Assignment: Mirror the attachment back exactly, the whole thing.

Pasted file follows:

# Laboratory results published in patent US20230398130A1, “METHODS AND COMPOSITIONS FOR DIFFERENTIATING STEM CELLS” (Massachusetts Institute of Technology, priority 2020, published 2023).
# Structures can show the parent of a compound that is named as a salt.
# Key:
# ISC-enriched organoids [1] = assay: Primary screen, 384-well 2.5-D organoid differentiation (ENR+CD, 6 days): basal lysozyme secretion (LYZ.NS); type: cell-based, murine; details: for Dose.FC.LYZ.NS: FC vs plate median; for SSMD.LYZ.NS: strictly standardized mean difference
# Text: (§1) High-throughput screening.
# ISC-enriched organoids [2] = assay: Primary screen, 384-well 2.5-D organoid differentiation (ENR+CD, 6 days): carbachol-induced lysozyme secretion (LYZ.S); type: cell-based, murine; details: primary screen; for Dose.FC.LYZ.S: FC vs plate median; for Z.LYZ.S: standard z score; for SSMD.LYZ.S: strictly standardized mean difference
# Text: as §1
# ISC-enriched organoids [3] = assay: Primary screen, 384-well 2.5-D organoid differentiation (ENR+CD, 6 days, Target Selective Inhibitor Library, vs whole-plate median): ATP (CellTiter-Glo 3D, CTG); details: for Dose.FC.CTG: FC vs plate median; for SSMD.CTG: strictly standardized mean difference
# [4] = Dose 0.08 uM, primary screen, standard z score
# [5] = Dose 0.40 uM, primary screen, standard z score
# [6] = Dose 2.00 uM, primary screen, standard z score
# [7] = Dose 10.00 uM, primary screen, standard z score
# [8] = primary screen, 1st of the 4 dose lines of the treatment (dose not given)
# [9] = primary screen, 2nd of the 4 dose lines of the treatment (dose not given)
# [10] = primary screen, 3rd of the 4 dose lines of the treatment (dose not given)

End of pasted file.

# Laboratory results published in patent US20230398130A1, “METHODS AND COMPOSITIONS FOR DIFFERENTIATING STEM CELLS” (Massachusetts Institute of Technology, priority 2020, published 2023).
# Structures can show the parent of a compound that is named as a salt.
# Key:
# ISC-enriched organoids [1] = assay: Primary screen, 384-well 2.5-D organoid differentiation (ENR+CD, 6 days): basal lysozyme secretion (LYZ.NS); type: cell-based, murine; details: for Dose.FC.LYZ.NS: FC vs plate median; for SSMD.LYZ.NS: strictly standardized mean difference
# Text: (§1) High-throughput screening.
# ISC-enriched organoids [2] = assay: Primary screen, 384-well 2.5-D organoid differentiation (ENR+CD, 6 days): carbachol-induced lysozyme secretion (LYZ.S); type: cell-based, murine; details: primary screen; for Dose.FC.LYZ.S: FC vs plate median; for Z.LYZ.S: standard z score; for SSMD.LYZ.S: strictly standardized mean difference
# Text: as §1
# ISC-enriched organoids [3] = assay: Primary screen, 384-well 2.5-D organoid differentiation (ENR+CD, 6 days, Target Selective Inhibitor Library, vs whole-plate median): ATP (CellTiter-Glo 3D, CTG); details: for Dose.FC.CTG: FC vs plate median; for SSMD.CTG: strictly standardized mean difference
# [4] = Dose 0.08 uM, primary screen, standard z score
# [5] = Dose 0.40 uM, primary screen, standard z score
# [6] = Dose 2.00 uM, primary screen, standard z score
# [7] = Dose 10.00 uM, primary screen, standard z score
# [8] = primary screen, 1st of the 4 dose lines of the treatment (dose not given)
# [9] = primary screen, 2nd of the 4 dose lines of the treatment (dose not given)
# [10] = primary screen, 3rd of the 4 dose lines of the treatment (dose not given)